Lionheart: Legacy of the Crusader Interview

Eschalon: Book II

Publisher:Interplay Entertainment
Developer:Reflexive Entertainment
Release Date:2003-08-13
Genre:
  • Role-Playing
Platforms: Theme: Perspective:
  • Isometric
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Ever since Black Isle Studios and Reflexive Entertainment announced at E3 that they would be teaming up to make an RPG, we've wanted to know more about it. So when we were recently given the chance to ask ten questions of Reflexive's Ion Hardie, we jumped at it. His answers below:


GB: How is development coming along? Are any areas of the game finished yet?

Ion Hardie: We are currently in a pre-Alpha state and are getting close to being feature complete. We have been working on Lionheart for about 9 months now on our very own game engine, which has shipped in both Star Trek: Away Team and Zax: The Alien Hunter. Being that it is our own technology, the design team has had a relatively easy time getting things done, though incorporation of 3D characters has been challenging. At this point in time the majority of the art is done, though character animations and spell effects are some of our largest art assets left to complete. Somewhere in the neighborhood of 80% of the maps are complete and we are still tweaking some of the formulas that control combat and spell abilities. Fortunately a vast majority of the SPECIAL formulas used in programming were laid out and implemented early on in the project, so we have been able to utilize those as the game has progressed.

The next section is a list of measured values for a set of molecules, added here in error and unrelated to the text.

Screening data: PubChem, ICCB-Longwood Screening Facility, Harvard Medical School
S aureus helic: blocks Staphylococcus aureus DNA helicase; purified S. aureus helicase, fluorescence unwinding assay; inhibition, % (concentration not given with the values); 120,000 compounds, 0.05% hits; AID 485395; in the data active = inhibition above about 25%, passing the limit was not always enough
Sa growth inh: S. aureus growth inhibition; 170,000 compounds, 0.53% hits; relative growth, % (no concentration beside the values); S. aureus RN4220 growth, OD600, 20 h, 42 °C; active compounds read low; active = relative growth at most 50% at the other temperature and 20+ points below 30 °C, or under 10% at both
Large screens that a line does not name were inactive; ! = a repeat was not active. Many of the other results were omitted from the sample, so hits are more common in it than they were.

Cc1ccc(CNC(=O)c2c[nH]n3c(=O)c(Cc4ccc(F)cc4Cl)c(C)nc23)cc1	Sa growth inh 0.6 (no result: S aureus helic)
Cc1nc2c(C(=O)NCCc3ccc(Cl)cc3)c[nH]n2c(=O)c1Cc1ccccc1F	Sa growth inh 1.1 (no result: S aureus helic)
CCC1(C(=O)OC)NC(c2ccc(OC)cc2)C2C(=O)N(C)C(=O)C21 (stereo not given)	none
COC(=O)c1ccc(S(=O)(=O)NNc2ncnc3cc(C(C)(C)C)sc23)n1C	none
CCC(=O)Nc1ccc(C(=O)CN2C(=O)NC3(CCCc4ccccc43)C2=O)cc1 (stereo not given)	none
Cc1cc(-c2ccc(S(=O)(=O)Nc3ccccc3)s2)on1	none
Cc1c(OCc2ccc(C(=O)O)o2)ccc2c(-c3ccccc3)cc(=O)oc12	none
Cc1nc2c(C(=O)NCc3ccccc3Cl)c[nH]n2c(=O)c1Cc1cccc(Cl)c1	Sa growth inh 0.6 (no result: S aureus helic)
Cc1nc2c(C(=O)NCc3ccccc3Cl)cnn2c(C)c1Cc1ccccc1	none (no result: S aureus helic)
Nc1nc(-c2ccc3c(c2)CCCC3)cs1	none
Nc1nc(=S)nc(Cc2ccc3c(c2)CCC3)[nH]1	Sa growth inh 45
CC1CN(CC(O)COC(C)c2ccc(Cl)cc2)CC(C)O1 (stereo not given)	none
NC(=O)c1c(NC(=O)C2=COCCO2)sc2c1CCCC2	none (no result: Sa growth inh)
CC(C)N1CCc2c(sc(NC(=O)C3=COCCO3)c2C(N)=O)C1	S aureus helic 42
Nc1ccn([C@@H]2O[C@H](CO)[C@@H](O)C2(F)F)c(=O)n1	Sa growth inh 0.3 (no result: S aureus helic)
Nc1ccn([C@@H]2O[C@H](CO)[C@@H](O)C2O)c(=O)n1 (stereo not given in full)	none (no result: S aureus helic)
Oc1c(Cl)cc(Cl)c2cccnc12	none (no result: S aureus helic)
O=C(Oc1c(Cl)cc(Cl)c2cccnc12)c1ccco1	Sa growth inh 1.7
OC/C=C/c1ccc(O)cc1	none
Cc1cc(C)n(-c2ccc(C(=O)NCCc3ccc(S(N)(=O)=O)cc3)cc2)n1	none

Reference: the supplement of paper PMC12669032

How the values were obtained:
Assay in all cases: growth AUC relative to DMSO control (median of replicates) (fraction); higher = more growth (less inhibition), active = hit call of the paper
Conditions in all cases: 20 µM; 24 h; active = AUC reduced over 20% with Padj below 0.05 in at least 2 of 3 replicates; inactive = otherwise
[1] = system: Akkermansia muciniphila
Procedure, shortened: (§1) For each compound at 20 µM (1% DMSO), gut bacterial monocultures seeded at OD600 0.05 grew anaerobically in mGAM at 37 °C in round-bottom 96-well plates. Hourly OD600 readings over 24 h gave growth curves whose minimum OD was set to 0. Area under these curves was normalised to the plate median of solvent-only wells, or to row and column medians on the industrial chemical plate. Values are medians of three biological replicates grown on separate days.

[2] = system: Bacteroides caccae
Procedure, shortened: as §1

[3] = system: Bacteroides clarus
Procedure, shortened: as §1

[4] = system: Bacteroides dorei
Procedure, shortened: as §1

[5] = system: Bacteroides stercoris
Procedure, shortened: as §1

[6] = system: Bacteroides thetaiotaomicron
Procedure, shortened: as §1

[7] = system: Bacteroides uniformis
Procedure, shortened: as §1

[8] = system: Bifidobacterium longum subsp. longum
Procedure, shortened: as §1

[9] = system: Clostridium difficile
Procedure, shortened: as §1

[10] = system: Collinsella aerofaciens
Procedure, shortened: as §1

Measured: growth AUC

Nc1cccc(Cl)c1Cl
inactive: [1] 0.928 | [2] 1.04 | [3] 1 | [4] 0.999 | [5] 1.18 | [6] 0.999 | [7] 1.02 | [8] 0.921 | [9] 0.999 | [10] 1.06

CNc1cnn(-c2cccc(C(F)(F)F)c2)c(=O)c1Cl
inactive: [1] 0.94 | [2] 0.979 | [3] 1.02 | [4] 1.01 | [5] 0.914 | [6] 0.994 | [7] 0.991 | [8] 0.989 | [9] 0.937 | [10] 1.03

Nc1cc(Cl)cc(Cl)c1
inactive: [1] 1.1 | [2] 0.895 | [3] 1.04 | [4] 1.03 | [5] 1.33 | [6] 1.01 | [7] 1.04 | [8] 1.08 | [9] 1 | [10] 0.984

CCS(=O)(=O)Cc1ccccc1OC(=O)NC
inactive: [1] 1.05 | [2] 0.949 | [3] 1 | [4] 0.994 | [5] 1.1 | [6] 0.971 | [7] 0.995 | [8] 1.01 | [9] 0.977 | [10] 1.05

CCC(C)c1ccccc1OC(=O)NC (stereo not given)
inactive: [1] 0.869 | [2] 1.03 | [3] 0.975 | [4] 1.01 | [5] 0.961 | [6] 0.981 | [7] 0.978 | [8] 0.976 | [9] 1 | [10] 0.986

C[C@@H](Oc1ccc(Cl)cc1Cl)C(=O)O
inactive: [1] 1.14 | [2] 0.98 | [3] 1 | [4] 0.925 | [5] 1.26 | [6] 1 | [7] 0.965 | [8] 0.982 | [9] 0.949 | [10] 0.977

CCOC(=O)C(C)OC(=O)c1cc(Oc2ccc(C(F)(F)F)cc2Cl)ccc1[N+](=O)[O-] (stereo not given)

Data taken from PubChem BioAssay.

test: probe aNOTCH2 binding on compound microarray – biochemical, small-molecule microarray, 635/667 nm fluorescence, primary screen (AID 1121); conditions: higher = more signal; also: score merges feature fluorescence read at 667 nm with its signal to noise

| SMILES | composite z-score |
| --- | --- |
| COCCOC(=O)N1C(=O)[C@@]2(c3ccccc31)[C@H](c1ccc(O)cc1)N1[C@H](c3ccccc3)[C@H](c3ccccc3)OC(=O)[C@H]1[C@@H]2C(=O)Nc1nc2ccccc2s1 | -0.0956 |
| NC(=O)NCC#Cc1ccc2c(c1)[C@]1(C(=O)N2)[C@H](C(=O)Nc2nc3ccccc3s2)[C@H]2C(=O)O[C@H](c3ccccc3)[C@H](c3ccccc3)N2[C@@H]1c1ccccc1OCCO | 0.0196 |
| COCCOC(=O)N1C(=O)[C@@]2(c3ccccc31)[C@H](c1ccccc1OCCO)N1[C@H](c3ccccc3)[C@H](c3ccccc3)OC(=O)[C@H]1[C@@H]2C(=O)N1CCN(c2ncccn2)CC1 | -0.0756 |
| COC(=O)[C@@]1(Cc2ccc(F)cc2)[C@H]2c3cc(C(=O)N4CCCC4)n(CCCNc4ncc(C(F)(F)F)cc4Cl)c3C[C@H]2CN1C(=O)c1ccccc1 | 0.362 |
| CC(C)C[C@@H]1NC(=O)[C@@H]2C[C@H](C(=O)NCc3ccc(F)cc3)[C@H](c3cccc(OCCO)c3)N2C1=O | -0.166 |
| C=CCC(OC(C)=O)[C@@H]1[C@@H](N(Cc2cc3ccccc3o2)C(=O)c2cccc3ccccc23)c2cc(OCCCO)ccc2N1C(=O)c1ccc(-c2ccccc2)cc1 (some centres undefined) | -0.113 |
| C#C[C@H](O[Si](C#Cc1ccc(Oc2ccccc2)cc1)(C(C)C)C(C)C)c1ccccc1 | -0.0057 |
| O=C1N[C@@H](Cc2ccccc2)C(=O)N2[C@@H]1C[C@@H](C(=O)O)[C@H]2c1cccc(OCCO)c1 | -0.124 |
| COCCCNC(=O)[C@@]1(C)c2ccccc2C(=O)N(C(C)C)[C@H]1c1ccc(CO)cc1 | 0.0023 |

GB: For those players unfamiliar with the Fallout series, could you please describe the SPECIAL system and how it handles character creation and advancement?

Ion Hardie: The SPECIAL system is basically a system of statistics and rules that allow for classless open-ended character development. SPECIAL stands for Strength , Perception, Endurance, Charisma, Intelligence, Agility, and Luck. Each of these is an attribute you assign some amount of points to and helps to shape and define your character. These rules were first used in the post-apocalyptic role-playing game Fallout, and then again in Fallout 2. This system is immensely open-ended for character development, lacks the drawbacks of a class system, and is infinitely expandable. Characters in the system have Race, Attributes, Skills, Traits, and Perks. Race affects your starting statistics and may give you some special abilities, race specific Traits, and/or race specific Perks. The Attributes are used to make various skill check roles and to determine other derived statistics. At the heart of the system are skills. Skills are measured in points and can generally go anywhere from 0 to 255; these numbers are used in conjunction with other modifiers to determine whether or not you do something successfully in the game. Since there are no classes, your character is defined by what type of skills you decide you want that character to improve upon. You have ultimate control over defining the character however you choose; you decide how you want them to improve and even how much you want them to improve. The system has seen several updates for its use in Lionheart, the most significant of which are the addition of magic and adjusting it to real-time combat.


GB: Have you done a lot of research on 16th century Europe to help create the game's atmosphere? Exactly how much "official" history do you intend on incorporating into Lionheart's storyline?